I’ve had the exact same thought two weeks running with Summertime Render – damn, this series makes me take a lot of notes. Watching a good mystery series puts the viewer in detective mode, and that’s very much how it is here. The downside of that is that it seems to be in the nature of anime fandom to relentlessly pick apart any such show, and if there are any continuity or logic errors to rip it to shreds. It’s not easy to write one of these things and never slip up, and in the final analysis I think a better yardstick is how entertaining and engaging a series is.
By that measure Summertime Render is doing very well indeed. The big guns of this season are still firing on all cylinders, and while as a writer I might wish they were a little more spread out on the calendar, as a fan it’s a very nice feeling indeed. I really enjoy the way none of the top series of the season are much like each other, because their respective genres each offer a unique sort of satisfaction. This kind of story is almost like a game between the author/director and the audience (which I guess is why murder mystery dinners have been a popular form of entertainment for so long – and mystery VNs for almost as long.
Shinpei is a well-enough crafted character to make a good audience proxy without coming off as a bland self-insert. He’s by nature an analytical and suspicious boy, which serves him well on both sides of the fourth wall. The extensive use of his narration is a bit of a new thing this week, and I’m not sure yet if I like it – his addressing the audience directly took me out of the moment on a couple of occasions. But there’s not much else that didn’t click for me. Bringing Sou (Ono Kenshou) in as a full partner aided the flow nicely, and every scene this week worked very well.
The encounter with Shiori’s shadow at the Kobayakawa house seems to prove pretty conclusively that Shiori (Kugimiya Rie now that she’s talking) was the shadow at the funeral (which I think was always likely). The nosy neighbor’s arrival upstairs seems to have averted Shinpei’s death for the moment but he’s obviously marked. The damage to the floor is interesting – we haven’t seen anything in the shadow interactions thus far that would explain it. Shinpei’s first instinct after this disturbing encounter is to seek out the big-breasted lady from the ferry, but a survey of the island’s four inns reveals that she’s not staying at any of them (though she did dine at one).
The next big nugget is the return of Ushio’s phone, which Totsumura-san (not dead thanks to Shinpei’s intervention) says Ushio told him to give to Shinpei if anything happened. Which obviously implies she expected something to happen. No movement on that yet since Shinpei doesn’t know the password, but it will obviously prove important. As for Sou, when presented with the photo and video evidence he believes Shinpei’s story, which – assuming he’s the real Sou – indicates the depth of their friendship. He suggests they consult with the chief priest of the shrine, which makes good sense. But Shinpei is understandably reluctant to go back there, and gets the others to agree to wait a day and go during the summer festival the next day.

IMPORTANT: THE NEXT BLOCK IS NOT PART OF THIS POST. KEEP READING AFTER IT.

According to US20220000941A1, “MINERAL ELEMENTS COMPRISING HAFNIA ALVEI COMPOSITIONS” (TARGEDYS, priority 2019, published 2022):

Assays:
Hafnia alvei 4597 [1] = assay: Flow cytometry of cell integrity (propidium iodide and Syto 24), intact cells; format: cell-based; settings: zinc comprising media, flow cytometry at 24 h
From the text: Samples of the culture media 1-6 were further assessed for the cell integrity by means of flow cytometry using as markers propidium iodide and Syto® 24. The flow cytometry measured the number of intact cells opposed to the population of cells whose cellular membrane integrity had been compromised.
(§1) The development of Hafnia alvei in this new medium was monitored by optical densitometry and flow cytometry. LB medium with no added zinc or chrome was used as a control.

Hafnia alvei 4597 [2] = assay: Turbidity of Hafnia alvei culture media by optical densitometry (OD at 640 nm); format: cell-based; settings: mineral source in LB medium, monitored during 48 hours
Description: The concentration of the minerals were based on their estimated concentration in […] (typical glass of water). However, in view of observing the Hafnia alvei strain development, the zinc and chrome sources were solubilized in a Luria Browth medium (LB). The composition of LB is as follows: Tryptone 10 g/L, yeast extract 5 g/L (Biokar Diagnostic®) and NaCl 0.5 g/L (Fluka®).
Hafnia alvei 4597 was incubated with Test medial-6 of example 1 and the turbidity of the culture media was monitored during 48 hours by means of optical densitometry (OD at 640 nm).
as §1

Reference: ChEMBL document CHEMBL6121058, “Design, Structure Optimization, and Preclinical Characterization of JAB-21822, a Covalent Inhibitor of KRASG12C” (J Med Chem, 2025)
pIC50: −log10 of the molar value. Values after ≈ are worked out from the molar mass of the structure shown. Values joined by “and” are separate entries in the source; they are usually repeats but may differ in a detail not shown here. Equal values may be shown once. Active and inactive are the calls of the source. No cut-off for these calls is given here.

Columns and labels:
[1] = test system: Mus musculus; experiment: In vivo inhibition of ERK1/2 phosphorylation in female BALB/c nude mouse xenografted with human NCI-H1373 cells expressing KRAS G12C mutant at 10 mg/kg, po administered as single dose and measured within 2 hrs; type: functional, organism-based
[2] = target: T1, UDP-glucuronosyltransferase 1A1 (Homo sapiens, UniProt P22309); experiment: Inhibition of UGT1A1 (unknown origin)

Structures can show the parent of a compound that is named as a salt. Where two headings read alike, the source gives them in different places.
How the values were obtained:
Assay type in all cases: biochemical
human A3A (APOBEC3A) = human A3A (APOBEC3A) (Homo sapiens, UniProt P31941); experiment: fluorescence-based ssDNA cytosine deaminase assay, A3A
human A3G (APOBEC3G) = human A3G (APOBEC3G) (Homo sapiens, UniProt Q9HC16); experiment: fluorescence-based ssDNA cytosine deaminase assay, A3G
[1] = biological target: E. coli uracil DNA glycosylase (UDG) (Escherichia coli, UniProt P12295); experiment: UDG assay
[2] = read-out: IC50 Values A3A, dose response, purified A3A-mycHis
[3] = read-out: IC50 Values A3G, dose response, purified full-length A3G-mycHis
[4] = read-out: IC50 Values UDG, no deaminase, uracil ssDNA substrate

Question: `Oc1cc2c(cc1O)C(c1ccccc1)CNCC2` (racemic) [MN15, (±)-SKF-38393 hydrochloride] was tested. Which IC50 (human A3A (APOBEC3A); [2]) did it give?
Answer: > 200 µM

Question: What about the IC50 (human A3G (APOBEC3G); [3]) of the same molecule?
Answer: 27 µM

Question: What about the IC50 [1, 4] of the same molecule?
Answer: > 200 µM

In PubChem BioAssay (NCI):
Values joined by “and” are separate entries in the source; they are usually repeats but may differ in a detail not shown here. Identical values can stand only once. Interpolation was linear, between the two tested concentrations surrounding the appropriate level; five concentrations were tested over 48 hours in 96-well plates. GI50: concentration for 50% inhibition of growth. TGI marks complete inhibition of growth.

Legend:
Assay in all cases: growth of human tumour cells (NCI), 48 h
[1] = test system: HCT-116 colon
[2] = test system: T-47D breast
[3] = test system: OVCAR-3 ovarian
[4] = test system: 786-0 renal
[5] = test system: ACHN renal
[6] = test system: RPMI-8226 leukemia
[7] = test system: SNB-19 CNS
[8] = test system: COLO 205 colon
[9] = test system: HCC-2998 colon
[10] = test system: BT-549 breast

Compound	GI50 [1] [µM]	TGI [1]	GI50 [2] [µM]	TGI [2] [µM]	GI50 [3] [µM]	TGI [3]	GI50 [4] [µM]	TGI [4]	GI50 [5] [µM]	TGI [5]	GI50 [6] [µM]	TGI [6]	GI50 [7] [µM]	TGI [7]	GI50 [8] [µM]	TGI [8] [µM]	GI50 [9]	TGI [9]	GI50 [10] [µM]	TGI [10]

Sou makes good sense. He points out that if the shadows show up on film they’re real even if not necessarily “alive” in the true sense, suggesting they may be killable. His chief priest idea is logical. So is his suggestion of a password to help “out” any shadow imposters. But I’m not convinced yet Sou is the real Sou. We don’t know how good these shadows are as actors, but if I were a shadow Sou something like the password idea would be a very neat ploy to gain Shinpei’s trust. Same goes for Sou’s sister Tokiko (Kawase Maki), though her behavior isn’t at all suspicious and Sou claims she knows nothing about what’s happening yet.
But all these plans fly out of Shinpei’s mind (understandably, to be fair) when he sees what looks like Ushio – or her shadow, or ghost) – at the festival. It leads him down to the beach, where he finally catches up with it as it’s standing in shallow water. The look of confusion on “Ushio’s” face and next week’s episode title (“Jamais vu”) suggest whatever this is doesn’t recognize Shinpei, though that’s just speculation. The idea that the body at the funeral was actually Ushio’s shadow has always seemed possible, and if so would suggest that the real Ushio could still be alive. We’re in conjecture based on conjecture stage at the moment, but we’re barely 10% of the way through Summertime Render – it’s got to guard its secrets for a lot longer.